I am trying to figure out for my physics simulator how to give my object name a variable or something, ill show an example and the compiler flags it an error but all i am trying to do is pass it the value not the variable

long atomID = 0;
atom atomID;

struct atom
{
short radius;
}

im just trying to get the object of atom to be called 0 so that i can reference all of my objects if lets say the simulator has 100 atoms operating in it at once. but doing it like this I want to be able to create all the atoms like this by just incrementing the atomID so i have a new variable name or something. does anyone have ideas for implementing an idea like this.

Did you want an array of atoms?
Possible answers:
1. I don't understand you.
2. You don't know any arrays of...
?

I have it working with a bunch of vectors but I wanted to see if you can do it with objects from structs, im inexperienced with objects so I want to know how can you have the name of the object change everytime you create a new one.

Have you ever heard about pointers in C and C++?
What's "the name of the object" in your interpretation? There are anonymous objects in C and C++. Can you post pseudocode with desired "changed names"?

can the name possibly be a number or something, it has to be something that I can increment by 1 or something before I make another atom object, and yes I have used pointers like once or twice but havent found too much use for them yet in my programming, maybe now is the time :)

so basically everytime I create an atom object its name has to be slightly different to differentiate between all the atoms created in the simulator.

This sounds a lot like another recent thread where the developer 'needed' to name the variables based on user input.

The name that you use inside the source need not have anything to do with the name the user sees. It would be your responsibility as the developer to map the elements of the array or vector or whatever other data structure you think would best fit your needs to the names the user is using.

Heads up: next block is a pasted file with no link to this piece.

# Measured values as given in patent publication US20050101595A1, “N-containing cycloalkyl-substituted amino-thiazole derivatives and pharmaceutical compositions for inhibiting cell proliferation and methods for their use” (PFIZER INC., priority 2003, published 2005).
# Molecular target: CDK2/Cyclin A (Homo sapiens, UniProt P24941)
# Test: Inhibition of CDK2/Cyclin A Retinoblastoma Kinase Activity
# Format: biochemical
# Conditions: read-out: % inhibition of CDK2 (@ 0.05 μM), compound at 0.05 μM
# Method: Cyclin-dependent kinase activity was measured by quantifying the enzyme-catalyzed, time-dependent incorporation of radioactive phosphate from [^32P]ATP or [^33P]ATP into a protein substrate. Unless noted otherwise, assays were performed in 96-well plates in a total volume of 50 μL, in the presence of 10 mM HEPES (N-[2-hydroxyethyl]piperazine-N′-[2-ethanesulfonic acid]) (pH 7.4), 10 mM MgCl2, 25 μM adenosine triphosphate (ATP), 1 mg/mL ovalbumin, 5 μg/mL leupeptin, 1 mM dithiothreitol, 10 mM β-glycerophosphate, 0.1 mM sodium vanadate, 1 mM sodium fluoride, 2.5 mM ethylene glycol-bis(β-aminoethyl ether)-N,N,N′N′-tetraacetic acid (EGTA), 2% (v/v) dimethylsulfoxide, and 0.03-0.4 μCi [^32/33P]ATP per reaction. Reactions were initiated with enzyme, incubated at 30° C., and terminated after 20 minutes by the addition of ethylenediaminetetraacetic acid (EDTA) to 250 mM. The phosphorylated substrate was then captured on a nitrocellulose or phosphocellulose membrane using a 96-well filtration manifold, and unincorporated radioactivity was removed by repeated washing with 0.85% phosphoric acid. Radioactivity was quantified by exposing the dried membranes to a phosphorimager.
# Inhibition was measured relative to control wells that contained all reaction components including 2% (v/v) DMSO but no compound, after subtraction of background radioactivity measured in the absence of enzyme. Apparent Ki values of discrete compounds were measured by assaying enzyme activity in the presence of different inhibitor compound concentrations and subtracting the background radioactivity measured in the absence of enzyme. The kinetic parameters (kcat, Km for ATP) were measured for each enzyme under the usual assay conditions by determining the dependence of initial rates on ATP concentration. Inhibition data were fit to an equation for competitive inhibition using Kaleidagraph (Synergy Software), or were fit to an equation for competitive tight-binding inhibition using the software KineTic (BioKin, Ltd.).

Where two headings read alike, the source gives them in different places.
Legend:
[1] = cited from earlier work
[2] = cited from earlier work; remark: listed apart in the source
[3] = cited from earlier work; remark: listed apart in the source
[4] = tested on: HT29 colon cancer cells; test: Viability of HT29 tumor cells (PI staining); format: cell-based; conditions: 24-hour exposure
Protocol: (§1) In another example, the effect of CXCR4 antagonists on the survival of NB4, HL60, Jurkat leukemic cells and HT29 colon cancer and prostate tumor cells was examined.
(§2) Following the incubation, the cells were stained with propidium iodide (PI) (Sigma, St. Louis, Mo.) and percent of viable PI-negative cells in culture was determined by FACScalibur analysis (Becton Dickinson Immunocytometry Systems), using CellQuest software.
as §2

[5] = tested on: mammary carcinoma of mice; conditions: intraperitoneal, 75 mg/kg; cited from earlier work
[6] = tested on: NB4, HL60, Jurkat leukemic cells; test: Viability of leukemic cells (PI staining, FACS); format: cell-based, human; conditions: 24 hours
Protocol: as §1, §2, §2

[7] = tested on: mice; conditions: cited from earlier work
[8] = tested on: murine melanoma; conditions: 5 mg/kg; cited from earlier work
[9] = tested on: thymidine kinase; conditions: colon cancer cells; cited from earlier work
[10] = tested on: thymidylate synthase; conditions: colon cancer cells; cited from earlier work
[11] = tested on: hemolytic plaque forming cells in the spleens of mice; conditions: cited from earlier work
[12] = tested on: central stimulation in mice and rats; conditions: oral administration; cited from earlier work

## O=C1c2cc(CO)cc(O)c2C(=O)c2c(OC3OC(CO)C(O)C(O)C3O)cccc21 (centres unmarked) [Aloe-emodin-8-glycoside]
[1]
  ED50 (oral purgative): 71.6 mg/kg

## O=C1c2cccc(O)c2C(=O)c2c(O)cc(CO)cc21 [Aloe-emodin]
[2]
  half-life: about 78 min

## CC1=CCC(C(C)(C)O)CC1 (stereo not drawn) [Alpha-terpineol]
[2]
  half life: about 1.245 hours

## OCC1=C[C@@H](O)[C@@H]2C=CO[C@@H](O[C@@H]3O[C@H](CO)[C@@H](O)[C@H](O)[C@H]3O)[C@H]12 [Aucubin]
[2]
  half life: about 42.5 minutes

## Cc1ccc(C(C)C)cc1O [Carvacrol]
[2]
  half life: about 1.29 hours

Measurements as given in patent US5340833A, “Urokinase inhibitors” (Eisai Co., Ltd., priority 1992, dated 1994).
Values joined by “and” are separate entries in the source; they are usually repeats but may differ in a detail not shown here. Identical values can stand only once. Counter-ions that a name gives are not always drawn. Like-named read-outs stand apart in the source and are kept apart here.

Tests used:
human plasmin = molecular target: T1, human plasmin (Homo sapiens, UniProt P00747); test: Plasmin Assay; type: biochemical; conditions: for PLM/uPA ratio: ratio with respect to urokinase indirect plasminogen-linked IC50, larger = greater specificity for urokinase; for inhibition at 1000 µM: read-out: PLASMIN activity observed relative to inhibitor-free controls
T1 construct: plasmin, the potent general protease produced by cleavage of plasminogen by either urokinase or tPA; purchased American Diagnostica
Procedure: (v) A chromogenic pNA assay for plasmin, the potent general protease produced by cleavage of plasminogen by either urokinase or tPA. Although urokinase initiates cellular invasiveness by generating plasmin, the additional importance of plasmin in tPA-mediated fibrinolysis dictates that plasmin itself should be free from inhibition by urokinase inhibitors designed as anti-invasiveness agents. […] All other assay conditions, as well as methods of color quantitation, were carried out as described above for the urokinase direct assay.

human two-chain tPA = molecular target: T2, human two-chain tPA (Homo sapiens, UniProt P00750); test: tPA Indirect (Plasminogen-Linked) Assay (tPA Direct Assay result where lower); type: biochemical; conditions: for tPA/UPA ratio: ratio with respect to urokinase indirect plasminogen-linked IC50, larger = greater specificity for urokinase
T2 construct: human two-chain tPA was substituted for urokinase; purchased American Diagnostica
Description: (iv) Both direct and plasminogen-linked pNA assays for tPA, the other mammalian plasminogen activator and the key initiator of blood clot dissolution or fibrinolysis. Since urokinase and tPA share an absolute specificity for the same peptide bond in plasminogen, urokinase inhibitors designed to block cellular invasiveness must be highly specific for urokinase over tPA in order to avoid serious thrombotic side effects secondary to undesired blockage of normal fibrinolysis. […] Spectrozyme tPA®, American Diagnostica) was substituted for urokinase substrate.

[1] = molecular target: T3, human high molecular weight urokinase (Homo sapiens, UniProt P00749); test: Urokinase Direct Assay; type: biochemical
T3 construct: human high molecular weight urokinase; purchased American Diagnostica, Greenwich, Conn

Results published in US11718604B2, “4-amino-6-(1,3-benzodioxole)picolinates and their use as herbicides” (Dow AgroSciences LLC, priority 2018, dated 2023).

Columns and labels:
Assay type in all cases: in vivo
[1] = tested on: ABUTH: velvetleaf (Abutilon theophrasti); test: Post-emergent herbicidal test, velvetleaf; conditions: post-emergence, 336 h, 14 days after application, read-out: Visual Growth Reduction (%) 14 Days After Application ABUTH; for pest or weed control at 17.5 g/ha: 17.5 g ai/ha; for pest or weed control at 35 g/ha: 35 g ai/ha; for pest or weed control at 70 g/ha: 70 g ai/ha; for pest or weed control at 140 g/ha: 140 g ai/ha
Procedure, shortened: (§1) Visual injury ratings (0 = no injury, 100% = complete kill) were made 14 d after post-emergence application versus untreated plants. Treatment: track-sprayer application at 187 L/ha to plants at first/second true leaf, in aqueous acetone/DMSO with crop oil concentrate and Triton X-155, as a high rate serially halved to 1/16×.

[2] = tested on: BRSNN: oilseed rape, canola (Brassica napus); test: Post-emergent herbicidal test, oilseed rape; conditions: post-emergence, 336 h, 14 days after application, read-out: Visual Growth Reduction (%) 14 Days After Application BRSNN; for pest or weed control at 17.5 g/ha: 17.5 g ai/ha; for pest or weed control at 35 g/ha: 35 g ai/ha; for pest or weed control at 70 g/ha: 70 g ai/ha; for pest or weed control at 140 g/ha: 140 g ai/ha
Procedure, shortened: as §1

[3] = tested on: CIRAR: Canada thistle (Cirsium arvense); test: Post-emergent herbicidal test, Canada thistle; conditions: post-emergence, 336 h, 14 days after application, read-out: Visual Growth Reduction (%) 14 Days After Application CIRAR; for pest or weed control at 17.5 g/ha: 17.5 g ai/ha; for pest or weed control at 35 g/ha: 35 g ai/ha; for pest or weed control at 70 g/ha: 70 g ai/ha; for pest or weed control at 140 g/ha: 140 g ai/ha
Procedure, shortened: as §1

Well, you have used a compiled, not interpretive language, so "basically everytime you create an atom object its name (and therefore all your program source text) has to be slightly different to differentiate between all the atoms created in the simulator". In other words, you must recompile, relink and reload all your program "everytime you create an atom object". It's cool! Do you find it funny? I do ;)

Think: no source program names at run-time! There are a sequence of machine instructions. What unexistence entities are you intending to change "everytime you create an atom"?

can the name possibly be a number or something, it has to be something that I can increment by 1 or something before I make another atom object, and yes I have used pointers like once or twice but havent found too much use for them yet in my programming, maybe now is the time :)

so basically everytime I create an atom object its name has to be slightly different to differentiate between all the atoms created in the simulator.

Why do they need to have names at all? isn't it simply enough to be able to store un-named atoms in a vector and be able to find them using their position/index within the vector?
The "names" which you see when you're writing your code are for your convenience only - when you send your program through the compiler, those names become non-existant, because your computer doesn't need them - it remembers objects by their 'index' (address) in your computer's memory instead.

thats what I have been doing, I was just looking to do it with objects from structs but it doesnt matter anymore.

If keeping the anonymous Atoms in a vector is what you have been doing, you were doing it right.

Objects from structs must be named for the compiler (according to the language's rules) at compile time, they cannot be defined at runtime.

But as I said before (and it is worth remembering) what the users see (or think they see) need not have any relationship to how the program stores and/or manipulates the data. If it is convenient, sure make the two similar, but when you run into a conflict, present the user with the 'correct' interface and massage the program to make it work. (Don't force the user to interact with the program in a certain way, just because that's how the data is stored/organized.)

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